So what does it mean to self correct? It’s what you do after you take responsibility for your actions. Sure, you know that you shouldn’t have lost your patience with your child and you accept that action as wrong; that is accepting responsibility for your actions. Now, communicating poorly does not end a conflict, and if you were communicating poorly then you did not solve the conflict either. So, self correcting would be admitting your failure to your child and moving forward through the conflict in a healthy way. This means that you apologize and then you proceed to solve the conflict using a different, healthier, form of communication. When we end a conflict by apologizing for our actions, without an actual resolve to the conflict, we are teaching them nothing about how to accurately solve a problem.
It is also important to remember that you can apologize for an action that took place during a feeling you were experiencing without actually apologizing for your feelings. I found that I felt like apologizing for loosing my temper meant apologizing for my feeling, which isn’t fair. Sometimes your kids won’t listen, which is fine, but the fact is being ignored is frustrating. While that doesn’t give you a right to yell, scream, insult, or otherwise, your feeling frustrated is completely valid. This is important to understand because thinking that you have to apologize for your feelings is one of the biggest hurdles to overcome when trying to move forward, in any relationship. Feeling like you would be apologizing for your anger is what makes our brains start justifying our actions. Then we dig our heels into the ground and refuse to move. Basically, it fuels the fire.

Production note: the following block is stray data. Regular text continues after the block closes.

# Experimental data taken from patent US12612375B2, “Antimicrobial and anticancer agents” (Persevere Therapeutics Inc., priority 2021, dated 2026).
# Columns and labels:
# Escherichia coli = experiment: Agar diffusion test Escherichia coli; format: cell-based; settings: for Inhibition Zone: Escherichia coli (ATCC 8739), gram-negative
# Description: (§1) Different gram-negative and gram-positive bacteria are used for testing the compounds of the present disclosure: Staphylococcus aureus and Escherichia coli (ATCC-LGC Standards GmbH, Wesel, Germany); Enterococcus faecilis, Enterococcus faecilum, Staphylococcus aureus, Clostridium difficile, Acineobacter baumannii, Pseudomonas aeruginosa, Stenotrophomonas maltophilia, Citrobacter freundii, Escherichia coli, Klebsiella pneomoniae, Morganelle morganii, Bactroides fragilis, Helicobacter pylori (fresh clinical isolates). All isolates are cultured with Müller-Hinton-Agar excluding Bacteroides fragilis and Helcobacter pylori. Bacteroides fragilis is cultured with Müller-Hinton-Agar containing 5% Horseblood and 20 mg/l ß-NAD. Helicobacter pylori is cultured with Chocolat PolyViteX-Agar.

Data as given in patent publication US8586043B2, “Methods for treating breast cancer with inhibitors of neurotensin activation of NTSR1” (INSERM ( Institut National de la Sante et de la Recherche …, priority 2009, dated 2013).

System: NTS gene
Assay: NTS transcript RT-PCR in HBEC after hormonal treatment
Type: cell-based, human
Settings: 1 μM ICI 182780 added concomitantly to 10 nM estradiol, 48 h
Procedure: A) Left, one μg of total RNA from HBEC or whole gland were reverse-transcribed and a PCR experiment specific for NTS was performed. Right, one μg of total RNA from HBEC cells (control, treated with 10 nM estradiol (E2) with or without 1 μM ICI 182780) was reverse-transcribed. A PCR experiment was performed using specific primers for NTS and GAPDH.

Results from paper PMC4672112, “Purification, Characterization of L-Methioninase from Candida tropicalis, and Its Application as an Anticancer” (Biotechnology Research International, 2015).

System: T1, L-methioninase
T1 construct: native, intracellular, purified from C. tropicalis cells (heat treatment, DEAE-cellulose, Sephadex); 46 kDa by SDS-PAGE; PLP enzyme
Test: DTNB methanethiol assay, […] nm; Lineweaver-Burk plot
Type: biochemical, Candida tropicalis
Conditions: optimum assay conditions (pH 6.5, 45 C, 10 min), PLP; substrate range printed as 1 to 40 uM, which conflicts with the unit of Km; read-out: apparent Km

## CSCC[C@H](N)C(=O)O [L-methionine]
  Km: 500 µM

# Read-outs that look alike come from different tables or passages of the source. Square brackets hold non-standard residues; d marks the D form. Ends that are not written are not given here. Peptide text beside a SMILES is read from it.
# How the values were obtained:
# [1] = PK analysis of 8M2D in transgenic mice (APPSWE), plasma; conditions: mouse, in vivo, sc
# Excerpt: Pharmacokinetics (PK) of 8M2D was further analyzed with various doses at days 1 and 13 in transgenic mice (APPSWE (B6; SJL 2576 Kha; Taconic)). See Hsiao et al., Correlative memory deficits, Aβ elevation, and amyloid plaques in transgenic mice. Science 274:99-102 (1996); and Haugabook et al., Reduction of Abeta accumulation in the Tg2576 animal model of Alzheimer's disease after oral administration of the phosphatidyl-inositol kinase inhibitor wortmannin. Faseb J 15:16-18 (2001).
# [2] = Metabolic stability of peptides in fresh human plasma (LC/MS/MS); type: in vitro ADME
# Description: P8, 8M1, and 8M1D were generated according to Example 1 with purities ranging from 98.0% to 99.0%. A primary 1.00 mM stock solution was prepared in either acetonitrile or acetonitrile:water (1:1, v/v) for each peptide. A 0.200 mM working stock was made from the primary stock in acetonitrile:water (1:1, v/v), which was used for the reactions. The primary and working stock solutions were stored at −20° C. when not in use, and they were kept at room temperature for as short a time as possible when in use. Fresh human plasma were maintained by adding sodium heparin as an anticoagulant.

You could say something to your child like: “I’m sorry that I raised my voice. I feel very frustrated because you weren’t listening to me when I was speaking. I should not have spoke so abrasively, that was absolutely wrong. It is hard to learn new forms of communication when you have been taught a different way your whole life but no matter how hard it is I will continue to work on controlling my anger. I still feel frustrated about the fact that you weren’t listening to me. I always take the time to listen to you and when you don’t listen to me, I feel like you don’t care about my words. What are your thoughts on what I just said? How do you think we should move forward?”
The best lesson I ever learned was to admit my failures to my children. Yes, they see you as perfect; and yes, you can capitalize on that for a portion of their lives. But isn’t it better to be humble and honest with them? Then they learn that you make mistakes just like they do. They also learn that you care enough about them to own up to your mistakes. And you teach them that when you make a mistake you could manipulate the situation but the best thing to do is to correct yourself as soon as you can so that you can move forward to actually solving the problem.